As America slouches to war in Syria, top U.S. policy planners are preoccupied with calibrating our expected attack so that it is sufficiently muscular as to be above mockery—but not so muscular as to make any other powers angry. Literally. That’s how some officials explain what’s happening: they want to do something, but not too much.
The Obamans don’t want to win. They don’t want regime change. They just want to make a point. Most of all, they don’t want to look silly. So it’s not, say, Operation Syrian Freedom. Rather, it’s Operation Check the Box.
According to the Los Angeles Times, “One U.S. official who has been briefed on the options on Syria said he believed the White House would seek a level of intensity ‘just muscular enough not to get mocked’ but not so devastating that it would prompt a response from Syrian allies Iran and Russia.”
This sort of calculation—not too hot, not too cold—is better left to Goldilocks. Once the first missile is fired or the first bomb is dropped, war charts its own course.
In fact, we shouldn’t be overly surprised that the White House is working so hard to send a nuanced message on Syria, because that’s the way all these kinds of wars get fought.
In World War II, we wanted to win; we had to win. Period. It was clear enough to every American that Hitler and Tojo were bad news, and that was that. America had been attacked by Japan, and Hitler declared war on us. But in more recent wars, where the emphasis has been on “credibility,” not victory, the trumpet has been uncertain, at best. And at worst, we end up losing what we set out to gain.
We might consider, for example, Vietnam.
In 1965, Lyndon Johnson’s national-security adviser, McGeorge Bundy, acknowledged the uncertainty of the Vietnam War in a memo to his boss: “We cannot assert that a policy of sustained reprisal will succeed in changing the course of the contest in Vietnam. It may fail, and we cannot estimate the odds of success with any accuracy.”
That’s not quite Churchillian, is it?
LBJ and Bundy, the Yale-educated Harvard professor, got it wrong on a grand scale. The war drove Johnson from office, further fractured an already divided U.S., splintered the Democratic Party, and paved the way for the election in 1968 of Richard M. Nixon and Spiro T. Agnew.
In the end, over 58,000 Americans would die in the war, over 300,000 would be wounded, and this nation’s defeat—helicopters evacuating U.S. personnel from atop the Saigon embassy in 1975—would be memorialized on television for the world to watch and remember.
The central problem of that war, of course, was that it wasn’t obvious that the Vietnamese themselves agreed with our wishes as to that country’s destiny. Ho Chi Minh in Hanoi was a communist dictator, for sure, but had a genuine following. By contrast, our leaders in the South—not so much. Everybody knew that as soon as we left, the South would fall. And that’s what happened.
However, in Vietnam, at least we had somebody to like, if not love. By contrast, Syria is a raging cauldron of sectarian hatred and warfare. Unlike Vietnam, there are no clear “good guys” to root for, and our strategic and vital interests are even less apparent.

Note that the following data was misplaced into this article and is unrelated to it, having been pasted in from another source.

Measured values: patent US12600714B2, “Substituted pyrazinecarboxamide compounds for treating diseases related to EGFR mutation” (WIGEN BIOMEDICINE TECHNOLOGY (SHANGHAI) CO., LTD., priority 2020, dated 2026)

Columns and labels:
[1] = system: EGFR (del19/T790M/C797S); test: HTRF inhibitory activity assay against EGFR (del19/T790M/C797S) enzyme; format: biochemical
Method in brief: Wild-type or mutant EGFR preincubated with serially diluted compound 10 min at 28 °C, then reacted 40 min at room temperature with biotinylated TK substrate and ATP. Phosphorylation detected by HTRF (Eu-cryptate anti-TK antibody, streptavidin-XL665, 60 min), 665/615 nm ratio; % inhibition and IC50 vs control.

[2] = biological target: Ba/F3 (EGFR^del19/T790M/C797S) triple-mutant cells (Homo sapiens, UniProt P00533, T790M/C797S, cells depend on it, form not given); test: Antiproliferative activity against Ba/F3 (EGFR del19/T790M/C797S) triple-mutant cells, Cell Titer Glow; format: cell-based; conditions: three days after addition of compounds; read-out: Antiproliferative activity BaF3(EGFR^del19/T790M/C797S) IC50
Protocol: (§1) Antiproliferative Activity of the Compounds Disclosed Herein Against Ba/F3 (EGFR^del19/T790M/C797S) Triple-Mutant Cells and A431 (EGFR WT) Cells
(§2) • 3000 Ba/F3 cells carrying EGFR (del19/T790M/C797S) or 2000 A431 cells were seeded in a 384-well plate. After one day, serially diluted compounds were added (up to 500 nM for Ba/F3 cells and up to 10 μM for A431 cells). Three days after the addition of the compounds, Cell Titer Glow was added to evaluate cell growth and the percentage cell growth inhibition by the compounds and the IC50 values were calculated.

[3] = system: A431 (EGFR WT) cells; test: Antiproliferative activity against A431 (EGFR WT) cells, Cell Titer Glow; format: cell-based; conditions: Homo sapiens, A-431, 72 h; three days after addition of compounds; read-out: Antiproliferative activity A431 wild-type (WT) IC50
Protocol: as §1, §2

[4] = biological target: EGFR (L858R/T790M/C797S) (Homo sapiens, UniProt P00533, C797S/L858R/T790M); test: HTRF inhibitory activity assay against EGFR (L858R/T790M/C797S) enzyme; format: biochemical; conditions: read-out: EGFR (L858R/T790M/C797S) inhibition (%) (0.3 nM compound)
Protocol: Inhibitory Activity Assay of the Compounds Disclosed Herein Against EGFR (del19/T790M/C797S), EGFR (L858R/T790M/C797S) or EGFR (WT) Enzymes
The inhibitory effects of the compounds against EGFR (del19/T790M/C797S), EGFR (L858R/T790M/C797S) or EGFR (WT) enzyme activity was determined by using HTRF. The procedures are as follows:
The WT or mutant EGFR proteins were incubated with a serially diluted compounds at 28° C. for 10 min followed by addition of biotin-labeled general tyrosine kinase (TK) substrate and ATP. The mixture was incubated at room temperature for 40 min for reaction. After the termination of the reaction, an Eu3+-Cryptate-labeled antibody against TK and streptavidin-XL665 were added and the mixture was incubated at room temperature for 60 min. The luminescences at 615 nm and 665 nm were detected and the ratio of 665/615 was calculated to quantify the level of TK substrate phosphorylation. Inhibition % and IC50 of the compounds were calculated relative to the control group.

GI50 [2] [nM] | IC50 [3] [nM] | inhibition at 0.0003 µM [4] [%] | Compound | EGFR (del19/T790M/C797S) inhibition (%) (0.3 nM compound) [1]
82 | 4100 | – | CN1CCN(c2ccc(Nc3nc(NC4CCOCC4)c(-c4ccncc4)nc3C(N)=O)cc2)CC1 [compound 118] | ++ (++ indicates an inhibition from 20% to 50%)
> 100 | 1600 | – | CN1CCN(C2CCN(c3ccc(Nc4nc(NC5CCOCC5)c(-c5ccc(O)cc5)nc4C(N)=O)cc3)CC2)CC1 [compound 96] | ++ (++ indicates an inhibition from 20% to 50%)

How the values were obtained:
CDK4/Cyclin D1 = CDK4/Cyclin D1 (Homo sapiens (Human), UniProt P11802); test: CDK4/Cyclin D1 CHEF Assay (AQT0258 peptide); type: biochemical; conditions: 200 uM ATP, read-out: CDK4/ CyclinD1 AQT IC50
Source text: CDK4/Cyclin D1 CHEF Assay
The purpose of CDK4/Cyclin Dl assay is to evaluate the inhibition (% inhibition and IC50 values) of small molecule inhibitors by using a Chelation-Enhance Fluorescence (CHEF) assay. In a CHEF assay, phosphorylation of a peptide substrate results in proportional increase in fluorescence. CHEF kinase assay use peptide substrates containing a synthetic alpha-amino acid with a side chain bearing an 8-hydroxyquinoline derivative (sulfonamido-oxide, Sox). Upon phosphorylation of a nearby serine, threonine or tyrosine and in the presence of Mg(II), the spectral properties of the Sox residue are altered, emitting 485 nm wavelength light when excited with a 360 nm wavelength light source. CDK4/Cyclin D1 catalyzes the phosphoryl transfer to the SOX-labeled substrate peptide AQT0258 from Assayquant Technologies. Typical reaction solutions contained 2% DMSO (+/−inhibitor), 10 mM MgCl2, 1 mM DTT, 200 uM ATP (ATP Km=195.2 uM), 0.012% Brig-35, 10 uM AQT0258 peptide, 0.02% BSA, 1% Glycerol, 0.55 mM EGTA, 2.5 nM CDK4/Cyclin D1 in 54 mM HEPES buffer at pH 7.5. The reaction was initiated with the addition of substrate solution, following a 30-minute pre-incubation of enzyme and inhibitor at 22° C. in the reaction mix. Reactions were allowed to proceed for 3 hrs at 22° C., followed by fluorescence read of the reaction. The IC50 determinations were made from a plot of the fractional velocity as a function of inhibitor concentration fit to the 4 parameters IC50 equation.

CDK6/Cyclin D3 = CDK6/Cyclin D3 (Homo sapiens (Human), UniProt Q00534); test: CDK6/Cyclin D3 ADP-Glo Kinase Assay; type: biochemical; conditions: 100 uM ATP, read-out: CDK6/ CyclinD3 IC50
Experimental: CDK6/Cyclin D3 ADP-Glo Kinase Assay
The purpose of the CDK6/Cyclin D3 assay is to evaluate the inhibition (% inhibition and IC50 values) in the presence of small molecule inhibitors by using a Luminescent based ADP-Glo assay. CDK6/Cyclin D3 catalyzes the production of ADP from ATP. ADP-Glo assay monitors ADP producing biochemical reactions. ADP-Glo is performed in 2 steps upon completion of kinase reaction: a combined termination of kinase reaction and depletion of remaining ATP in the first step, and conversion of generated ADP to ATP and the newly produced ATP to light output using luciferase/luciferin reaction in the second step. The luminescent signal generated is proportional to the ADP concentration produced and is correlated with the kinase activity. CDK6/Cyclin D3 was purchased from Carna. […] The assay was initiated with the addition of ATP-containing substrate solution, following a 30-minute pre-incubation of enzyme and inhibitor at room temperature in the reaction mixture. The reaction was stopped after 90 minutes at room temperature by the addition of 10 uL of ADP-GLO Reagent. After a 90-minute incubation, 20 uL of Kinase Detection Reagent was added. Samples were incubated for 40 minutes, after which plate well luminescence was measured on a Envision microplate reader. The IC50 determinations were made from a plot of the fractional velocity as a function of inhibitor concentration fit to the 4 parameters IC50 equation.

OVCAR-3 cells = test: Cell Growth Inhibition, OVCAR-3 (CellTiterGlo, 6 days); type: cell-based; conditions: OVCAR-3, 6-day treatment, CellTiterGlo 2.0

Our would-be “allies” have not hesitated to slaughter their Christian neighbors while simultaneously condemning the Assad regime for killing Sunni civilians with chemical weapons. To top it off, our would-be “friends” are backed by al Qaeda, in case anyone, including the president, has forgotten.
Both the left-leaning Independent in the U.K. and the right-leaning Drudge Report in the U.S. have run virtually the same headline: “Does Obama Know He’s Fighting on al Qaeda’s Side?”
Meanwhile, the Arab League has made clear that whatever we do, we will not be covered in glory. On the one hand, it condemns Syria’s use of chemical weapons as a “heinous crime,” and demands an international response. On the other, it has refused to endorse a Western-led retaliatory strike.
So, if the Arab League won’t put its boots where its mouth is, why should we? As Abdulkhaleq Abdullah, a political-science professor in Dubai, said to The Wall Street Journal, “Don’t expect a big cheer from us.” Abdullah continued, “If the results are fine, and the damage is very limited, I think that is gonna be a good sign. Maybe, ‘Wow, give America a D.’”
Back in the day—as America plunged itself ever more deeply into Vietnam, Bundy also told Johnson that “even if it fails, the policy will be worth it.” In that sense, Vietnam demonstrated America’s resolve to stand up against the Soviet Empire in the midst of the Cold War and, in the words of the late John F. Kennedy, “pay any price, bear any burden, meet any hardship.”
But Syria? No. At best, American involvement in Syria would be a military commitment taken in the aftermath of Barack Obama’s having carelessly tossed out the phrase “red line,” in the course of a reelection campaign.
Superpowers aren’t supposed to act rashly. Almost two centuries ago, the Duke of Wellington observed that “a great country can have no such thing as a little war.” As we stand poised to begin another Middle East adventure, we would do well to heed the words of the man who defeated Napoleon at Waterloo.
One thing's for sure. With British Prime Minister Cameron's defeat in Parliament, Obama will have a much tougher time finding a poodle if he decides to go it alone.